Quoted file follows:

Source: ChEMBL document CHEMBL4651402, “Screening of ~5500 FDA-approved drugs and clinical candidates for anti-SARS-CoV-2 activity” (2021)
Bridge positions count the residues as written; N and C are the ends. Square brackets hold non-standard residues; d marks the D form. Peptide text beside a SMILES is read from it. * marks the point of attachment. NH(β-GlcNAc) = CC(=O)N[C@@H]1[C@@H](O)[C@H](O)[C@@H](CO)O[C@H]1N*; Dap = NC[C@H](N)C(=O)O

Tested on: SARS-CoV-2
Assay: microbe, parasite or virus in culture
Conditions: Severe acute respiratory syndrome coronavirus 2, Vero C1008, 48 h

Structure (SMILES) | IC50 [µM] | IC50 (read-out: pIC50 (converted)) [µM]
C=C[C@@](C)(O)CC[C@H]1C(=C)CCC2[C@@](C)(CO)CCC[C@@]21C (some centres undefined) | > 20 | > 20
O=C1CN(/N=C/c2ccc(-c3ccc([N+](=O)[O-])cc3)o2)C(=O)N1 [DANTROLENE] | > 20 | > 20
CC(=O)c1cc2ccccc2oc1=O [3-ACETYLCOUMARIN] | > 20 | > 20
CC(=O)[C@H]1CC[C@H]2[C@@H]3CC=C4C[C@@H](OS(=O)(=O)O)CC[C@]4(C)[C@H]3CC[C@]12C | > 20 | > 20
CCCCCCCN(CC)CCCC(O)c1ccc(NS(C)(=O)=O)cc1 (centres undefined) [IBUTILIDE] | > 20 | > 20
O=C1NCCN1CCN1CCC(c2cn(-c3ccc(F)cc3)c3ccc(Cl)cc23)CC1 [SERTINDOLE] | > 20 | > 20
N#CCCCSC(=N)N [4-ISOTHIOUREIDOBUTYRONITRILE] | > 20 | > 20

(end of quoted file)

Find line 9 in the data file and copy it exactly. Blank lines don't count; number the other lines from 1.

CC(=O)c1cc2ccccc2oc1=O [3-ACETYLCOUMARIN] | > 20 | > 20